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Re: [T3] Help

<x-flowed>RhiannonM=>"what would you do"

Here's what I gather from your post:

The motor's running, but not all that well.
You've got an undiagnosed brake problem.
You've got an undiagnosed electrical problem.
Your mechanic is charging you about twice as much as anyone in my
town per hour to not diagnose those problems.
Your mechanic is setting you up to either go away or pay him tons
of money you don't have, by telling you your car is a basket case. It's not.
You're not confident of handling these problems yourself.
You'd prefer to keep the car and get moving.

If all that's more or less true, here's my take.

It's true that old cars are not for everyone, and it would be a mistake to assume that a car this old is going to be cheap to operate, particularly in the first couple of years. The old-car owner has to fix what the previous owner(s) didn't bother with or screwed up, so startup costs are standard procedure with *any* old car -- including a 'restored' one, by the way. You always have to deal with something.

That said, from what you're describing it's my im,pression that you don't really have that much to deal with, relatively speaking. I think it likely that your main problem, second only to your unfamiliarity with the car and tight budget, is your mechanic. This is not your guy.

Your guy will charge in the neighborhood of $45-60 per hour, know what the problems are and take care of the simple stuff (like busted bleeders) without fuss. Your guy will encourage you to learn more about the car and appreciate its simplicity and sturdiness; he would never tell you to 'find another car' over stuff this minor.

You should be aware that mechanic problems are very common in Type 3 Land. We see them all the time.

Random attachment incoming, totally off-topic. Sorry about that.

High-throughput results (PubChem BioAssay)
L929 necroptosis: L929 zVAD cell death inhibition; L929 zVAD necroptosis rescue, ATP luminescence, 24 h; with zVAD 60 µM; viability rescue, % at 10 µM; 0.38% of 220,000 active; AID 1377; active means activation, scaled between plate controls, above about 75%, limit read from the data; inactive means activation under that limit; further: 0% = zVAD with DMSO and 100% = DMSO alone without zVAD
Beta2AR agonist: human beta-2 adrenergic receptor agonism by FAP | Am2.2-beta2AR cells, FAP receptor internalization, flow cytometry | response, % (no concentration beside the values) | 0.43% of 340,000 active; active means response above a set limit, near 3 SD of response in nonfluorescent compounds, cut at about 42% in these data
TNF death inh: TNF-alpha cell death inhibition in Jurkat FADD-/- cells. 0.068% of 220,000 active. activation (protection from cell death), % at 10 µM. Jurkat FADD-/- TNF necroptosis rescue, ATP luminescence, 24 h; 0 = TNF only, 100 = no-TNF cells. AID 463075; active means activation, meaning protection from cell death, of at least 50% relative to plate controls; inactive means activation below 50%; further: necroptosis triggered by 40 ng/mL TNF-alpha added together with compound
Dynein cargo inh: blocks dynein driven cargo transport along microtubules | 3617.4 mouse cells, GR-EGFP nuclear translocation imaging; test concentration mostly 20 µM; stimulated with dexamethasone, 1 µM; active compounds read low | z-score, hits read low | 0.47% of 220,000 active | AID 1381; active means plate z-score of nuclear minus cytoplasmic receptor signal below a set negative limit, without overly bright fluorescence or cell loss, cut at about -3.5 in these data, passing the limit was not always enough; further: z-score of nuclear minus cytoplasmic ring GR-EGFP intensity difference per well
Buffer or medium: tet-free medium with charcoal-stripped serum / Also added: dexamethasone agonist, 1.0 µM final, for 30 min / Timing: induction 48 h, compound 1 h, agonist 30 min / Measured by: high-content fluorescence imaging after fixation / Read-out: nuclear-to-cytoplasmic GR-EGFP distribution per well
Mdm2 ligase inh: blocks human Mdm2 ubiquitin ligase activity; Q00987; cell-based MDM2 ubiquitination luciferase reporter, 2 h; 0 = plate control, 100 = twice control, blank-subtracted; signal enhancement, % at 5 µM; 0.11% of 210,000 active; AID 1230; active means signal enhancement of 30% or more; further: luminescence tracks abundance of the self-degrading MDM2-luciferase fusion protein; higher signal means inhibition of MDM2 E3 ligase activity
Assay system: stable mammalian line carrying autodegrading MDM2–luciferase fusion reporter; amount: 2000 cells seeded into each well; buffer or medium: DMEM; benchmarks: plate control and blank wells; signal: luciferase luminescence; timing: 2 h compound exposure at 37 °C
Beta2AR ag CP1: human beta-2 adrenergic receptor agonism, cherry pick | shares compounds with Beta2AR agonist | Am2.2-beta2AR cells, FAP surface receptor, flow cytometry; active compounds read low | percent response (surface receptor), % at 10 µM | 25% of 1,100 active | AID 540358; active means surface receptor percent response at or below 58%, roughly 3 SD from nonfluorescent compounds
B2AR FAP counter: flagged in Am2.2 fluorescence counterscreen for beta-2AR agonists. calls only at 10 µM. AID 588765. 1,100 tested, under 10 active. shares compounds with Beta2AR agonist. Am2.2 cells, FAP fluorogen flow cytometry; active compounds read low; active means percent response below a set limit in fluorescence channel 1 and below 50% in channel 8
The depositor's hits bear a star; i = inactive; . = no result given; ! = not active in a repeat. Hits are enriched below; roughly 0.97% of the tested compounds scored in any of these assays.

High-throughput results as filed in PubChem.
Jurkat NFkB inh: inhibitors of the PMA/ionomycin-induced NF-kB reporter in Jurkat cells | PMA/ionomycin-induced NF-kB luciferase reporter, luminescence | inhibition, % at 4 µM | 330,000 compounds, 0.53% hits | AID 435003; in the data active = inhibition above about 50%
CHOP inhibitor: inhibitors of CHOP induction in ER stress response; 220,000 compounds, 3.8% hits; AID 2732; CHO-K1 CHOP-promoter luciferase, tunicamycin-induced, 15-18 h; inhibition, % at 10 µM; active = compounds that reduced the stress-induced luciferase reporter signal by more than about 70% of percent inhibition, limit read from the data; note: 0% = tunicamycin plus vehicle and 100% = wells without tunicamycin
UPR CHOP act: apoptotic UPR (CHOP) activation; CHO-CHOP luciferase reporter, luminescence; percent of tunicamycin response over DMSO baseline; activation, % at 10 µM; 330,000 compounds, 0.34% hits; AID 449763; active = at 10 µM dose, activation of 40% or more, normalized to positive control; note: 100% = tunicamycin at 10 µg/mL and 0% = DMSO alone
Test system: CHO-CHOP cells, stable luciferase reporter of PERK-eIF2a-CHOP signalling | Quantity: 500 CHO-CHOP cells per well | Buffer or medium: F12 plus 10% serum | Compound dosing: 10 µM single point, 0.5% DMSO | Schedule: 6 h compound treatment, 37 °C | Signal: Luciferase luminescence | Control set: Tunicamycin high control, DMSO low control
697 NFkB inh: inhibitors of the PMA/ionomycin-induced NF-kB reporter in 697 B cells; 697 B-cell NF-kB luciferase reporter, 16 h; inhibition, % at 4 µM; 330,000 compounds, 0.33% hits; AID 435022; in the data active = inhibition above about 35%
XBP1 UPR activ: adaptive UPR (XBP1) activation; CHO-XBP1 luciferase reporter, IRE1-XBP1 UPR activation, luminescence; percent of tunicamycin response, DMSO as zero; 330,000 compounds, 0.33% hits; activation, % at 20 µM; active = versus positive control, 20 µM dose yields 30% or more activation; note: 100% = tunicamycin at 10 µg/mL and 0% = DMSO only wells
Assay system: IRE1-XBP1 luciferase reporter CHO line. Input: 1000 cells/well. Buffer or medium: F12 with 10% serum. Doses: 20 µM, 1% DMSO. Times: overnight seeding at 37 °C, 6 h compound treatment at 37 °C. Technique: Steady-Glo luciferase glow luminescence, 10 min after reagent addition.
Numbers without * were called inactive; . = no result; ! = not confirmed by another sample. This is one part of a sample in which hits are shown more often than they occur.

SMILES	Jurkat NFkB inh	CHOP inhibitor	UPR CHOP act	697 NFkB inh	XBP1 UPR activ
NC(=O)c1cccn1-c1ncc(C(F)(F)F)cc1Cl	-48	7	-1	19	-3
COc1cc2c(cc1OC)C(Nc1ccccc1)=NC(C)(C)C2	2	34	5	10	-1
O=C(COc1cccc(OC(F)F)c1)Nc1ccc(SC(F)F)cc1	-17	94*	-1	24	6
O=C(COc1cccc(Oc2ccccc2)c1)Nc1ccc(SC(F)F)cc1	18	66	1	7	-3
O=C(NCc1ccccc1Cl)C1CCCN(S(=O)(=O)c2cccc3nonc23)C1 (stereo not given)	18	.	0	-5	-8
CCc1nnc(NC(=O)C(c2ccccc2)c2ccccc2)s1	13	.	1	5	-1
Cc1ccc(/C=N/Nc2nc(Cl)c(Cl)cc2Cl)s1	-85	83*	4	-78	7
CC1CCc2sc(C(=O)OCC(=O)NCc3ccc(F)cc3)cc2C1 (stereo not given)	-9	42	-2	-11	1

Maybe you've skipped over some large pertinent factors, in which case I'm talking out my ass, but if not, what I would recommend you do is:

1. Shop around for the right mechanic. Ask here first.
2. Study up on your car, starting with the systems that seem to be giving you problems. Brakes, for instance, while absolutely critical to driving safety, are not particularly complex to understand, fix and maintain. If you don't have an authoritative manual, put that at the top of your list.
3. From this growing understanding, and with the support of this list, empower yourself to take control of your car life. Find someone in your circle who's technically oriented to help you get comfortable with tools, if that's a problem, and buckle down for a learning curve -- but understand that it ain't rocket science.

On the other hand, if it's simply not practical for you to undertake a project that will require some patience and probably a certain amount of downtime for the car, it may be smarter to find another option. But I'd caution that any unknown vehicle will come with its own set of hassles, unseen problems and unplanned costs.

Steven Ayres, Prescott AZ
'66 KG1600

List info at http://www.vwtype3.org/list | mailto:gregm@vwtype3.org

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